The Prosecutors Office in Wuhan, China, announced that a woman in Hubei province, was charged on Wednesday, July 2, with using puffer fish poison to kill her boyfriend, according to WelcomeToChina.
Police state that a 33-year-old woman, named Xiao, called police in November 2013 to report that her boyfriend died suddenly at her home. She became the main suspect in an alleged grotesque murder plot after forensic testing showed the cause of death was puffer fish poison. Xiao confirmed that her boyfriend drank yogurt mixed with ground-up sleeping pills and puffer fish poison, the WantChinaTimes reports, but she claims it was not unintended.
Xiao had reportedly studied in Germany from 2008 to 2011, before she met her boyfriend, who was six years younger. According to WantChinaTimes, the couple had lived together since February 2013, and Xiao became pregnant in September.
Xiao told police that her boyfriend “was not happy with her pregnancy” and moved out, offering to continue supporting her. In November, a doctor advised ending the pregnancy because she had become ill and could not carry the baby to full term.
Police report that Xiao claimed depression and felt if she died her boyfriend would “feel regret,” so she sought what she believed would be a painless death by ordering puffer fish poison on the Internet for 5,000 Yuan (USD $805).
However, when she invited the boyfriend to her home on November 11, he requested a hot-water foot bath, which she prepared for him. While she was out of the room, she claimed to believe he drank some of the poisoned yogurt because he complained of drowsiness and sleepiness. She then told police she was extremely upset and drank the rest of the yogurt herself and lost consciousness until noon the next day, when she found her boyfriend dead, according to WantChinaTimes.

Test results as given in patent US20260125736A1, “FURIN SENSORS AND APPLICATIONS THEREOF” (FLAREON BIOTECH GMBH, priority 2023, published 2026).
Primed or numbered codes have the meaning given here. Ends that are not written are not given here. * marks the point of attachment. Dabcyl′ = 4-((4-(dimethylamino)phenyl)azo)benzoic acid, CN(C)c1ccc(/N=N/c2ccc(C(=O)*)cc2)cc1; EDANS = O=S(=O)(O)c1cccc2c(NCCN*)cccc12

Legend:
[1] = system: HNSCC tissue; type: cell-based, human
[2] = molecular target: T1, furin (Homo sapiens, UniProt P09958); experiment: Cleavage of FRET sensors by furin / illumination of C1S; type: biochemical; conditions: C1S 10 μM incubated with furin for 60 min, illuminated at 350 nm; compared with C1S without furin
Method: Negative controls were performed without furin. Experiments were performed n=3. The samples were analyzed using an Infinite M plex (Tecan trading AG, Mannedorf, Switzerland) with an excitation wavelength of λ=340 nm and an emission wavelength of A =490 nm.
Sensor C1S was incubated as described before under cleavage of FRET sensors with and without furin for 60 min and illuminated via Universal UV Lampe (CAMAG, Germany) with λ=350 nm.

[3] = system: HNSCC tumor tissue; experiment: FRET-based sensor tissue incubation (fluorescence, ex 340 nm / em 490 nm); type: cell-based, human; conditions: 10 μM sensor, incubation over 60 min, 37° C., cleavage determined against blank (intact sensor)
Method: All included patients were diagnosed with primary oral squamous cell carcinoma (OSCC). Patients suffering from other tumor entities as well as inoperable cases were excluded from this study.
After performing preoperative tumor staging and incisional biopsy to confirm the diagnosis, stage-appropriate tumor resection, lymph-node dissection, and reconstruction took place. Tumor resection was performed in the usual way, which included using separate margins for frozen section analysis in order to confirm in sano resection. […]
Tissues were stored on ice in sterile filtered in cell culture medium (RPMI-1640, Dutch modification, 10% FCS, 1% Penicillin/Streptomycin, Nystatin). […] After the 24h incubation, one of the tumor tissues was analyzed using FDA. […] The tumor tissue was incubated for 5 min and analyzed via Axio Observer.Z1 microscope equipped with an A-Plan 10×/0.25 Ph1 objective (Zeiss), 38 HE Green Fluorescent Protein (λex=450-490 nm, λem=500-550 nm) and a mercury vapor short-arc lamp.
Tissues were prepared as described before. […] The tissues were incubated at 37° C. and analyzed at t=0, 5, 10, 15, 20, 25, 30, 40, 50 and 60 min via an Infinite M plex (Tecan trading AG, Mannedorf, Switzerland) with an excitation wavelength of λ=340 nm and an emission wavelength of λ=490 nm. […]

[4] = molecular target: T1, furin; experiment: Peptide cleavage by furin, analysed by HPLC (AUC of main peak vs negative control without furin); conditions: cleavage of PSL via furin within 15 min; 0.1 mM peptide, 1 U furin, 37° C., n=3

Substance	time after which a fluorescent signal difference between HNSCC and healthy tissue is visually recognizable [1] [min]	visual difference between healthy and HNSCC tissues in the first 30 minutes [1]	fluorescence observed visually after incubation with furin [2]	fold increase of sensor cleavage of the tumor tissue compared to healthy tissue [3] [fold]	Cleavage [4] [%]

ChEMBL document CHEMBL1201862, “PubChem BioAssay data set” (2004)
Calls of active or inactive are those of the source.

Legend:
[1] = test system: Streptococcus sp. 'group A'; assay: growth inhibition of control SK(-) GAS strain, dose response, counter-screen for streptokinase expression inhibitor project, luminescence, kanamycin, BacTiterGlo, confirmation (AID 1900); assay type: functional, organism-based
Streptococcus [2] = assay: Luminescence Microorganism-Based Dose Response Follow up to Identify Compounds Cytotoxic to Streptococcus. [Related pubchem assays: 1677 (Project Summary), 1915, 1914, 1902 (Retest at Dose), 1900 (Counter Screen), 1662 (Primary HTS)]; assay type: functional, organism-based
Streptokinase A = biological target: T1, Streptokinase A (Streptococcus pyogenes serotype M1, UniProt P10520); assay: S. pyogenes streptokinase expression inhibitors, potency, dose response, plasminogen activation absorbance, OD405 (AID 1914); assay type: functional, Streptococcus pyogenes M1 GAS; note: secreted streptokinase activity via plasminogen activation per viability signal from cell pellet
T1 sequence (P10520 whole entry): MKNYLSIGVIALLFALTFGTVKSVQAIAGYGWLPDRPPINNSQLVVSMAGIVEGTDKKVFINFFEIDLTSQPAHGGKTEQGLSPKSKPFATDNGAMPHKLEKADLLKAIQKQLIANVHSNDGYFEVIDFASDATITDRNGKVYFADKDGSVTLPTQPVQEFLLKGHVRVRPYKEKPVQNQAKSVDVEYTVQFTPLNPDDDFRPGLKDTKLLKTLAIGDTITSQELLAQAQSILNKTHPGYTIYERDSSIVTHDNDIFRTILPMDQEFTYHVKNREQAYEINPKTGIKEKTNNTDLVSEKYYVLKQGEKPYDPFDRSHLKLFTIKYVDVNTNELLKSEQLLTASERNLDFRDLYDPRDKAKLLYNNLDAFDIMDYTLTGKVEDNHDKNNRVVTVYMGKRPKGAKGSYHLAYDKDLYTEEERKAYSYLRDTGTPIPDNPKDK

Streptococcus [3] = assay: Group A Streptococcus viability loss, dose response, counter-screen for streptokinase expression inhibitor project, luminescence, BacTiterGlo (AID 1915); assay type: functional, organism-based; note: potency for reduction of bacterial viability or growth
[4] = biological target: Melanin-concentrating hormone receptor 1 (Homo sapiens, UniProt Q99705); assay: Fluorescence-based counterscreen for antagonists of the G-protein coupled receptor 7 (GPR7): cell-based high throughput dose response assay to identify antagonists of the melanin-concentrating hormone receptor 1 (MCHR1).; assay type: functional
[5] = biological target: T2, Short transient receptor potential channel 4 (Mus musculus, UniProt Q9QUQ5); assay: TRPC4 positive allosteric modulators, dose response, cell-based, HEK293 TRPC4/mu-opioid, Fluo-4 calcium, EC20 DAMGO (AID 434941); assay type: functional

Xiao claimed that for seven days, she stayed by her boyfriend’s dead body, putting new clothes on him and lipstick on his mouth. She claims she then intended to commit suicide, but a cousin stopped her and she turned herself in to the police, WantChinaTimes reports.
Police doubted Xiao’s story for a number of reasons, according to WantChinaTimes, including the facts that she used the boyfriend's phone to request leave from his company and also posted a message on the Internet asking whether one should commit suicide or go to police after killing someone.
PUFFER FISH POISON PLOT ALLEGED IN CHICAGO
Xiao’s story is not the only case of obtaining puffer fish poison for an alleged murder plot. In September 2012, a Chicago-area man, Edward F. Bachner IV, was sentenced in federal court to 92 months in prison for illegally obtaining a deadly toxin through the mail and plotting to use it as a weapon, the Chicago Tribune reports.
The Daily Mail states that even though Bachner was sentenced by U.S. District Judge Frederick Kapala for obtaining enough of a the deadly puffer fish toxin to kill more than 20 people, he was cleared of plotting to kill his wife.
Federal authorities claimed that Edward F. Bachner IV of Lake in the Hills, Illinois, planned to murder his wife and collect on a $20 million insurance policy.